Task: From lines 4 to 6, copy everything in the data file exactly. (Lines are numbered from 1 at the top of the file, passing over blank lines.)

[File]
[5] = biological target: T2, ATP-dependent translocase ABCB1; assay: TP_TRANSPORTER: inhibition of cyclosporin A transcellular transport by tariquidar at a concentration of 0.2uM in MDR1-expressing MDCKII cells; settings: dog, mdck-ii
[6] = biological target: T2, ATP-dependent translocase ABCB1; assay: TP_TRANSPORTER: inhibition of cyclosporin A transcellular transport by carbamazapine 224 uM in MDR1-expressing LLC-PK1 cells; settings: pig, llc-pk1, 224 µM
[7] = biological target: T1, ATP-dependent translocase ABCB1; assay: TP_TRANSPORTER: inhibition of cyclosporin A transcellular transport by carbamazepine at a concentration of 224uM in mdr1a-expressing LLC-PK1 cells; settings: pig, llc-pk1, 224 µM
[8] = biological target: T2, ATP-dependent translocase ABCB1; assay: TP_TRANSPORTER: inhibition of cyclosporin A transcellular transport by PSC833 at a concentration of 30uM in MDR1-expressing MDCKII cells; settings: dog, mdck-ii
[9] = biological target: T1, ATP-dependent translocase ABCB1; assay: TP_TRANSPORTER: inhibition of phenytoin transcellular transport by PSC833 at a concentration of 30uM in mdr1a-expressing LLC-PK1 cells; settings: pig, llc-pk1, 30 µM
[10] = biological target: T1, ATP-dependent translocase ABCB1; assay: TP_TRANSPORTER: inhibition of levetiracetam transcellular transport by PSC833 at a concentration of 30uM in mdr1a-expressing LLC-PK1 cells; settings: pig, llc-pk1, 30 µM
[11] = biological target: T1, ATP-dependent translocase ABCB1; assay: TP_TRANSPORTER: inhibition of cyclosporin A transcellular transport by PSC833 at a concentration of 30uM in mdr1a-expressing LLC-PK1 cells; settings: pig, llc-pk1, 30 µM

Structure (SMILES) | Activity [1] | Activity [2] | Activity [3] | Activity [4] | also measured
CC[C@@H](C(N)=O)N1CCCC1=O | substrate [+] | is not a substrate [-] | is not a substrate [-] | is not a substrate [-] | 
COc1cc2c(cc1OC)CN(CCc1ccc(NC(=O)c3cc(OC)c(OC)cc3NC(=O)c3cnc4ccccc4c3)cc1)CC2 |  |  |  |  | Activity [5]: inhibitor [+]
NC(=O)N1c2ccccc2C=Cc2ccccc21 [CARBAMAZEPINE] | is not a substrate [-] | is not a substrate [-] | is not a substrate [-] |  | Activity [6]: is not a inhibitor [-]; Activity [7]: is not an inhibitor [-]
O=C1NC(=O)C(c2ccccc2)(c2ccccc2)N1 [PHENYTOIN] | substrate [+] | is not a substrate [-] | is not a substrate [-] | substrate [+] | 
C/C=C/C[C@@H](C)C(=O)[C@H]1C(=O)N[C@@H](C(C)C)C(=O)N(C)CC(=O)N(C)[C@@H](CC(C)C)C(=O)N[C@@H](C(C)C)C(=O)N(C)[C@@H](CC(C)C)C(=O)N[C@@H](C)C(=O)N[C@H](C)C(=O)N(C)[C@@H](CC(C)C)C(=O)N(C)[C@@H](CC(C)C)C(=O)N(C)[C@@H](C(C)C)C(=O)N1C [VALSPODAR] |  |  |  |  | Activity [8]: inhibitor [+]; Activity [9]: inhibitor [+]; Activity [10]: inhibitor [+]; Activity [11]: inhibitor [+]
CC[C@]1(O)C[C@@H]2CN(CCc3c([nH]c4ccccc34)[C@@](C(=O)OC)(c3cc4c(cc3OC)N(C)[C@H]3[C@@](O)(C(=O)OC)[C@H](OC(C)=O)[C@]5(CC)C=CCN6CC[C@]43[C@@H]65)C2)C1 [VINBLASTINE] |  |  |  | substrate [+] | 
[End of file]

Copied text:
[8] = biological target: T2, ATP-dependent translocase ABCB1; assay: TP_TRANSPORTER: inhibition of cyclosporin A transcellular transport by PSC833 at a concentration of 30uM in MDR1-expressing MDCKII cells; settings: dog, mdck-ii
[9] = biological target: T1, ATP-dependent translocase ABCB1; assay: TP_TRANSPORTER: inhibition of phenytoin transcellular transport by PSC833 at a concentration of 30uM in mdr1a-expressing LLC-PK1 cells; settings: pig, llc-pk1, 30 µM
[10] = biological target: T1, ATP-dependent translocase ABCB1; assay: TP_TRANSPORTER: inhibition of levetiracetam transcellular transport by PSC833 at a concentration of 30uM in mdr1a-expressing LLC-PK1 cells; settings: pig, llc-pk1, 30 µM